Epidemiology and transmission of measles
- Jorge L Barinaga, MD, MS
Jorge L Barinaga, MD, MS
- Assistant Professor of Medicine
- Tufts University School of Medicine
- Paul R Skolnik, MD, FACP, FIDSA
Paul R Skolnik, MD, FACP, FIDSA
- Professor of Medicine
- University of Connecticut School of Medicine
- Section Editors
- Martin S Hirsch, MD
Martin S Hirsch, MD
- Editor-in-Chief — Infectious Diseases
- Section Editor — Viral Infections
- Professor of Medicine
- Harvard Medical School
- Sheldon L Kaplan, MD
Sheldon L Kaplan, MD
- Editor-in-Chief — Pediatrics
- Section Editor — Pediatric Infectious Diseases
- Professor and Vice Chairman for Clinical Affairs
- Baylor College of Medicine
Measles is a highly contagious viral illness characterized by fever, malaise, rash, cough, coryza, and conjunctivitis . There are no known measles virus reservoirs outside of humans . The epidemiology and transmission of measles and its complications will be reviewed here. The clinical manifestations, diagnosis, prevention, and treatment are discussed separately. (See "Clinical presentation and diagnosis of measles" and "Prevention and treatment of measles".)
Measles infection — Measles occurs worldwide; control efforts have substantially altered the global distribution . Measles incidence has decreased substantially in regions where vaccination has been instituted; measles in the developing world has been attributed to low vaccination rates .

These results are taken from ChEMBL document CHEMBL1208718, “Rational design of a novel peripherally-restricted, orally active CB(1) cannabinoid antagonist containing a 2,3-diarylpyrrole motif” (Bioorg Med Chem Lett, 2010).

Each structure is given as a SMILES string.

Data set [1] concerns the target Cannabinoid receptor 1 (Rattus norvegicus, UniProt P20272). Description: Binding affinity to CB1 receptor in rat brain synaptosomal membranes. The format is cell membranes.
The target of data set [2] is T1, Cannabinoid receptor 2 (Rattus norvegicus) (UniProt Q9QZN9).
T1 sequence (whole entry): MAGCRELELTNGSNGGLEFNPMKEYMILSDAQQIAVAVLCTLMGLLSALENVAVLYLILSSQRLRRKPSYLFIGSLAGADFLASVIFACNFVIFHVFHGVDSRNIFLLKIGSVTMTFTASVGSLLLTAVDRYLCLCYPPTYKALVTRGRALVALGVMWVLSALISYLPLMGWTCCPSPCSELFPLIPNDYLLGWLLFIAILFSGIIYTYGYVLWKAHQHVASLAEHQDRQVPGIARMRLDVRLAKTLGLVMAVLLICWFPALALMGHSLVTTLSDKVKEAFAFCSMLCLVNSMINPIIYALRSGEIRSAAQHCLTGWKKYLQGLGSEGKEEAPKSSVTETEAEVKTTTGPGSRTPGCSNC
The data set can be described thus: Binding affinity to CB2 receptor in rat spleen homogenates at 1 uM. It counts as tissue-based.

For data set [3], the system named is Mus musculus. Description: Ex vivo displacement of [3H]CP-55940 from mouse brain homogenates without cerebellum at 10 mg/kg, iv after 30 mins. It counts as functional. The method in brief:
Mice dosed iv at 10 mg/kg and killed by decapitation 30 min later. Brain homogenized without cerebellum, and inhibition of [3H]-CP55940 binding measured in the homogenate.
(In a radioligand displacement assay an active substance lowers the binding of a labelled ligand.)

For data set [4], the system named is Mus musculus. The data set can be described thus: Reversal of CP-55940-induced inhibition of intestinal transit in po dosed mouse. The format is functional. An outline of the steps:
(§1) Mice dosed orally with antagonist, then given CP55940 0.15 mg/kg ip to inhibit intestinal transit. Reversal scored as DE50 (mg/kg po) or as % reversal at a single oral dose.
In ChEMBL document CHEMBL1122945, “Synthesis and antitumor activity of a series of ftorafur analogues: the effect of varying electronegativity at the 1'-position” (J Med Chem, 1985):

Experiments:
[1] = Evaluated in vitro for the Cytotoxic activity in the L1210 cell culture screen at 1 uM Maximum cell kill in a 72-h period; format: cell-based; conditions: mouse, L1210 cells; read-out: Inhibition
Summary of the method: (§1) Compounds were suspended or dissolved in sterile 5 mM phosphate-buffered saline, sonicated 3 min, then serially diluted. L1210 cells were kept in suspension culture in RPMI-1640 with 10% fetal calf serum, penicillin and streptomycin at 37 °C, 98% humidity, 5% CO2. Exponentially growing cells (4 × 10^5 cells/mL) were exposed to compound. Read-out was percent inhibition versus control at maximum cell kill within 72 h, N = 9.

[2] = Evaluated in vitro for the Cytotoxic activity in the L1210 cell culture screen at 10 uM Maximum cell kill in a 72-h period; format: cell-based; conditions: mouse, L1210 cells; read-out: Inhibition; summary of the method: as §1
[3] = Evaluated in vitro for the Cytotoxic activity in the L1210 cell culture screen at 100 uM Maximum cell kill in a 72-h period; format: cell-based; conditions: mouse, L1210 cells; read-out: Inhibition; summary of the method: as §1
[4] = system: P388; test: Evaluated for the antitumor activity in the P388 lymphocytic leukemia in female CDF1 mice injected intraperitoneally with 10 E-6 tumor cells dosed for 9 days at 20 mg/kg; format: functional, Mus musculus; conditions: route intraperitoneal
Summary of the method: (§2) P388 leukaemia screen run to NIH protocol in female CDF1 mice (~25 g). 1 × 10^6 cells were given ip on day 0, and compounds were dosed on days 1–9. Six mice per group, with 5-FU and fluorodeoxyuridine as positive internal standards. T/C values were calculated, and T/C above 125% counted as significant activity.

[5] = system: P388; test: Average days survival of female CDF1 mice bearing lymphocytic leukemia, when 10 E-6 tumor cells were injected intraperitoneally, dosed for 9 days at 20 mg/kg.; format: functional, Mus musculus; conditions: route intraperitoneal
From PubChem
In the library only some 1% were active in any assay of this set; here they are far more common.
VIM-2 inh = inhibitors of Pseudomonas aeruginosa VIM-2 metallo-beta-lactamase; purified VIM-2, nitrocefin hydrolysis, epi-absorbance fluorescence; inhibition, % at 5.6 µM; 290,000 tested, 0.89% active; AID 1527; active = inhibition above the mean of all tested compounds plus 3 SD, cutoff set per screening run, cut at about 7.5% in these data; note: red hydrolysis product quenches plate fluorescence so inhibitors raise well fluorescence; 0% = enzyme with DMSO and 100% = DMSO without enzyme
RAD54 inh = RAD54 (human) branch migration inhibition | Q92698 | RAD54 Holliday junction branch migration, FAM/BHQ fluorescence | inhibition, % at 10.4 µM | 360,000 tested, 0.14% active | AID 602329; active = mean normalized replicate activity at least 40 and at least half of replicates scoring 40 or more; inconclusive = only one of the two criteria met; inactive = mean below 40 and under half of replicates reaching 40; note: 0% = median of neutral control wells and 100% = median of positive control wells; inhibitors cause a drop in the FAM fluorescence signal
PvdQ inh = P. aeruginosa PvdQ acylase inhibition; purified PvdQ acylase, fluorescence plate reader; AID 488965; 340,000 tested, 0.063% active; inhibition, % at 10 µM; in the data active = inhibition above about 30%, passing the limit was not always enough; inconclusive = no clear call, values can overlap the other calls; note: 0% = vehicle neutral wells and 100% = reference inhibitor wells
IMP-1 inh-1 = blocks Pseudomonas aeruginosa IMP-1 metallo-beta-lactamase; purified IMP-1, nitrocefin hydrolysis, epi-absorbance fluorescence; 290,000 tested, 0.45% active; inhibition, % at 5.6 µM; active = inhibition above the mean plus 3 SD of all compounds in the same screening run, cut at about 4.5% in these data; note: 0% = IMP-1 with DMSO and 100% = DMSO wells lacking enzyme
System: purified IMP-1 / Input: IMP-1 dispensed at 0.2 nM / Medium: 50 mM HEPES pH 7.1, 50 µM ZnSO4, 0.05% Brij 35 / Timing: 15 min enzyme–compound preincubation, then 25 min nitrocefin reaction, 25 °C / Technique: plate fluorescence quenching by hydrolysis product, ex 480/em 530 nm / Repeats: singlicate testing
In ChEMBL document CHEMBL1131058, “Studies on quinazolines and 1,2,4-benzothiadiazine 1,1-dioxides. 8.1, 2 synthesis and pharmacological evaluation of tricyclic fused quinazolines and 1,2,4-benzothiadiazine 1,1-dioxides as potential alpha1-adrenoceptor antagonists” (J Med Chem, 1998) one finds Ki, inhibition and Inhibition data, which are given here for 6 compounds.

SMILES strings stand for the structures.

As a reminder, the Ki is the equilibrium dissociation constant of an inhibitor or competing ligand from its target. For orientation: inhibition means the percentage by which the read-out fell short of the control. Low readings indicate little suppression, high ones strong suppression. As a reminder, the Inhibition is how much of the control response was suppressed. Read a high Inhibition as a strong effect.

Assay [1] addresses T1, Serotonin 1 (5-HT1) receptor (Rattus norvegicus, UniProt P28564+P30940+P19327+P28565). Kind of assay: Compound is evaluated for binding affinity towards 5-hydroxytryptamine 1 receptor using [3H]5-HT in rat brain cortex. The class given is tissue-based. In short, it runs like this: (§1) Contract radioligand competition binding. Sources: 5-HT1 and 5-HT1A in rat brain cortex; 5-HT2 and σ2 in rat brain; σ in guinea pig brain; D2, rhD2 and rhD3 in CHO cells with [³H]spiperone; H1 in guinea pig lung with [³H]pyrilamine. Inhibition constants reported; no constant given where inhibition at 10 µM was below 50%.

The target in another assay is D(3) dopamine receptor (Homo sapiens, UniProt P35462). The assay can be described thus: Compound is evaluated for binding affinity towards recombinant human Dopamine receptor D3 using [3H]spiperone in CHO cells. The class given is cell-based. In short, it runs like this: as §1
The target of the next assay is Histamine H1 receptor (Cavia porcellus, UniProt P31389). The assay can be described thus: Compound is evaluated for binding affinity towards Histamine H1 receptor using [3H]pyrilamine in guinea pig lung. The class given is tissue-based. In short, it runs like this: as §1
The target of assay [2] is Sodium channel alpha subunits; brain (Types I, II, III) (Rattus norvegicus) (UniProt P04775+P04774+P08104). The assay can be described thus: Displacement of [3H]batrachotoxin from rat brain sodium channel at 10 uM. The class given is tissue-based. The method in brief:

In developed countries during the prevaccine era, more than 90 percent of children acquired measles by age 15 [5-7]. Following implementation of routine childhood vaccination at age 12 to 15 months, the age of peak measles incidence during epidemics in the United States shifted to six months of age. This is approximately the time at which transplacentally acquired maternal antibodies are no longer present if the mother has vaccine-induced immunity [8-10].
Worldwide, measles is a significant cause of morbidity and mortality. Precise incidence estimates are difficult to obtain because of heterogeneous surveillance systems and probable underreporting . In 2000, measles was estimated to cause approximately 31 to 39.9 million illnesses worldwide with an estimated 733,000 to 777,000 deaths, making it the fifth most common cause of death in children under five years of age [11-13].
The World Health Assembly adopted the World Health Organization (WHO)/United Nations International Children's Emergency Fund (UNICEF) Global Immunization Vision and Strategy, which included a goal of 90 percent reduction in global measles mortality between 2000 and 2010 [14,15]. The WHO identified 47 "priority countries" to focus measles mortality reduction efforts; these nations jointly account for approximately 98 percent of measles deaths. The strategy in these nations includes the following measures: (1) measles immunization with a goal of >90 percent national coverage and >80 percent per-district coverage with two doses of vaccine; (2) surveillance activities, including case investigation and laboratory testing in all suspected cases; and (3) clinical management of measles cases, including administration of vitamin A [12,16].
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